When thinking about anxiety, we usually think of the most obvious signs: nervousness, sweating, rapid heart rate, shallow breathing, an agitated feeling, and nonstop worrying. Anxiety, however, can appear in much more subtle signs of which we ourselves might not even be aware. While these signs by themselves probably don't constitute a "disorder' they can still interfere in our lives in ways we might not even realize.
Many of us prefer not to think of ourselves as anxious because we don't want to consider ourselves as weak or we think of it as some sort of personal failure. But, of course, it's neither of those things. All of us at some time or another feel anxious; the more we recognize our own anxieties, the better control we can have over them and our own lives. Here are some of the signs that we can look out for.
1. Constantly planning ahead
If in most situations you leave as little as possible to chance. For example, if driving somewhere, you start to think of any problems that might come up and how to avoid them: traffic delays, difficult intersections, trouble finding parking. Or before initiating any conversation, you start investing energy into thinking about what you want to say and thinking about whatever they might respond to. While you might tell yourself that you like to plan ahead, this is ultimately driven by the fear that something might go wrong, and you want to make sure that you continue to have a feeling of control over all aspects of your life.
2. Avoiding Spontaneity
Similarly, you might avoid any spontaneous actions to seek predictability to continue to maintain the facade of control over all the aspects of your life. You schedule all your meals, meetings with people, and actions in life. While seeking out routine is normal, we must not let these routines turn into ruts that trap us due to our perceived "comfort zone." As a result, you miss out on the surprising joys you'll find when off your well-worn path.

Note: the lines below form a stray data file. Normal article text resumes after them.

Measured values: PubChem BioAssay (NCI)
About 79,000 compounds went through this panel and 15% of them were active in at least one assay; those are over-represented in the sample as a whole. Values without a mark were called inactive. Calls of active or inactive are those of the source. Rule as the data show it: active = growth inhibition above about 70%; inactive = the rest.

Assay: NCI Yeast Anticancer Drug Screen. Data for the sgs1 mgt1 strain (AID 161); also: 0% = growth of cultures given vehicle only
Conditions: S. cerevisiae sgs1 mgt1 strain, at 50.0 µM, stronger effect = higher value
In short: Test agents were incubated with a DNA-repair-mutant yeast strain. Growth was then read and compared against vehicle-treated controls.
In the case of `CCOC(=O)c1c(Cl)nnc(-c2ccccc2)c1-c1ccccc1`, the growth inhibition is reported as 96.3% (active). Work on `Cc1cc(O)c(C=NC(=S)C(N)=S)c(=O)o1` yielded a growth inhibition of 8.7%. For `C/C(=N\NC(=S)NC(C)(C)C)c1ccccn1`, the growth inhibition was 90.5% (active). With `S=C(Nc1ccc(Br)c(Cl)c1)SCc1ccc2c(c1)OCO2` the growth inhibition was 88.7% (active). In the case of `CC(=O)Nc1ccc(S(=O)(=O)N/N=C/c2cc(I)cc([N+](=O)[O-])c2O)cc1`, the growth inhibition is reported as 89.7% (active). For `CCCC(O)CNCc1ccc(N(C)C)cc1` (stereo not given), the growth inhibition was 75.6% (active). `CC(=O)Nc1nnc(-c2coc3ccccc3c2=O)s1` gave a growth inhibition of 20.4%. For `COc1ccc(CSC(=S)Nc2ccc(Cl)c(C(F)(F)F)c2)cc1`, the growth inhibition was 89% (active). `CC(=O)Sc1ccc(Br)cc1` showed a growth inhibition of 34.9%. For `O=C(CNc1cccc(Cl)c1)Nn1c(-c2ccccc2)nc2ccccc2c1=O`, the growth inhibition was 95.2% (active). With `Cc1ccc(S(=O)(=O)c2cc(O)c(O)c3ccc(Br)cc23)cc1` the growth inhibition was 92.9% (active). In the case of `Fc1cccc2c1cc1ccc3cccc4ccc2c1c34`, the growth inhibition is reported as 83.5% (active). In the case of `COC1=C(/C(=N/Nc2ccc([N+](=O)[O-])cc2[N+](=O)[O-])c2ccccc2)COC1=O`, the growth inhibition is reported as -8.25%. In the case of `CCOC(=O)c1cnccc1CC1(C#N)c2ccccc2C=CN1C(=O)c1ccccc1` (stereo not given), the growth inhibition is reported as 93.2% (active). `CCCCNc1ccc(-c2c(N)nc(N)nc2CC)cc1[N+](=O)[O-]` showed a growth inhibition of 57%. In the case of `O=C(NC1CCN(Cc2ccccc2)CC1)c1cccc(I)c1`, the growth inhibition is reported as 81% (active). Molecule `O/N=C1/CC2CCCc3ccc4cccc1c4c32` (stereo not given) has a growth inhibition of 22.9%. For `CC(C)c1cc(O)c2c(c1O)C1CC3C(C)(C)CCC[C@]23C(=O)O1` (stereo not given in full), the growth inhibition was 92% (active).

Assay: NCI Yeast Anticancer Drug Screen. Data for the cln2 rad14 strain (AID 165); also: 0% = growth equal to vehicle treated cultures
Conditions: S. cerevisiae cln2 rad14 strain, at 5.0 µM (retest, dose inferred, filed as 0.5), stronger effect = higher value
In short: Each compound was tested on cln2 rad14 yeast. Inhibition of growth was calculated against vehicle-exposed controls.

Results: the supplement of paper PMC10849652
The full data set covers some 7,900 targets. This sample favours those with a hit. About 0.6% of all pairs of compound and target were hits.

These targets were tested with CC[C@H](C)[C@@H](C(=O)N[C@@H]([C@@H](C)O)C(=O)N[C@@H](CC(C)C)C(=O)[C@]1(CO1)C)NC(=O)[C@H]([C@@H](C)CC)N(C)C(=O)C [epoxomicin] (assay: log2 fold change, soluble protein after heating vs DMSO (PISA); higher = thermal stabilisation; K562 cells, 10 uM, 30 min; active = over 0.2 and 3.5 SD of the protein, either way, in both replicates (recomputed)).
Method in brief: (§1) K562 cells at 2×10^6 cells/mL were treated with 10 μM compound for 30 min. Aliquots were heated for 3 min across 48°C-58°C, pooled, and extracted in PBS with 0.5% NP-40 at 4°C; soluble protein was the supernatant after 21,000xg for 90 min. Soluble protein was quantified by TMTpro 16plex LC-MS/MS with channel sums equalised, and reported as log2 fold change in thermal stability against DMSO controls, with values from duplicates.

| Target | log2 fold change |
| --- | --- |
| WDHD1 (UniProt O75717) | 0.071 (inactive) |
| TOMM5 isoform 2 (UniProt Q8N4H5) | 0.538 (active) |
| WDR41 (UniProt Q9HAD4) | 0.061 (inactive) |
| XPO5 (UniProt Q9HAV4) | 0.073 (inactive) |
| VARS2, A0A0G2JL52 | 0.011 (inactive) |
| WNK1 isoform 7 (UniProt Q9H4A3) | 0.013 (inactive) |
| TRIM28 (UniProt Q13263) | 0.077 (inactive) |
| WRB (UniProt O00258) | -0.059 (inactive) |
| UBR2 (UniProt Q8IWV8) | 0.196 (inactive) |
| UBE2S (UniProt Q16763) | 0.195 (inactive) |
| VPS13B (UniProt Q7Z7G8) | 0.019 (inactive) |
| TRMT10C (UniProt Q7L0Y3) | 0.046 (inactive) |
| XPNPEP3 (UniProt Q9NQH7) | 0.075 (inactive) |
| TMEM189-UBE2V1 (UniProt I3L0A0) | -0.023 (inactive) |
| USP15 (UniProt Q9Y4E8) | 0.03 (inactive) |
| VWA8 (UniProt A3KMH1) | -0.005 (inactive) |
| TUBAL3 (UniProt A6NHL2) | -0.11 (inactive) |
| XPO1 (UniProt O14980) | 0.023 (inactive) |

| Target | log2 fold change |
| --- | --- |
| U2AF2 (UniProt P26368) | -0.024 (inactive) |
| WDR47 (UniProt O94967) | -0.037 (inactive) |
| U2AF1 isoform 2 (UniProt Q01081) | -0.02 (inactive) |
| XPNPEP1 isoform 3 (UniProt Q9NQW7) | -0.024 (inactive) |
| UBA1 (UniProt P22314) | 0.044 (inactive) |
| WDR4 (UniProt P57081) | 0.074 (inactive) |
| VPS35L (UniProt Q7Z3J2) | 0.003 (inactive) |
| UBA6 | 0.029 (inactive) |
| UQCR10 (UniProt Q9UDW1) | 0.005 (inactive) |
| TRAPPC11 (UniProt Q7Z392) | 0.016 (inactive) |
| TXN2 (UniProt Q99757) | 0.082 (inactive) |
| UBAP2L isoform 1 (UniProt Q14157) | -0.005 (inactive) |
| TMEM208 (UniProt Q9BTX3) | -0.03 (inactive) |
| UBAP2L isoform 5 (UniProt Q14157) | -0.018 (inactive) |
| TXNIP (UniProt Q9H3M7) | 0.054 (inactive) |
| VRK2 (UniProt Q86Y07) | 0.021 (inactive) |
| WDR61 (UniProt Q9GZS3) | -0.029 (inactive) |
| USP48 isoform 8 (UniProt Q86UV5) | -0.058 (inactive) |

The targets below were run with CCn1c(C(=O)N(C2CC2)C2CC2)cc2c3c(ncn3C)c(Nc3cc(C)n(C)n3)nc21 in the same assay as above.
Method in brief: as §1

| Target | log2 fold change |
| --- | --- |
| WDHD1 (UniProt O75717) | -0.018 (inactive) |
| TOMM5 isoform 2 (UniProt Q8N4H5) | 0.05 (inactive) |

3. Always Seeking Direction
Whenever you find yourself with downtime, you fill it with some form of entertainment or other distractions. You immediately reach for your phone, turn on the television, check emails, or start reading through the news. These behaviors are often unconsciously done to stop any agitation that comes from the unoccupied mind.
Whether it's household cleaning, writing an email, creating a post on social media, the thought of "good enough" just doesn't cut it. It has to be perfect. While it may be just attention to detail, more often the strive is to have every 't' crossed, and "i" dotted is about the fear that you've gotten something wrong or, in the eyes of others, it will never be enough.
5. Avoiding Social Situations
You often turn down opportunities to go out and socialize or meet new people, and when you do decide to go out, you spend time preparing yourself for any interaction that may occur. You might brush this off as just "not being up for it" or "not in the mood" or you may be telling yourself that you're just introverted and staying home by yourself is just a preference which is often what we tell ourselves (I know I have). But once you realize your social anxiety, You start to see how it's guiding your choices and how it can cause us to miss out on experiences we may enjoy and form stronger relationships with the people we hold dear to us.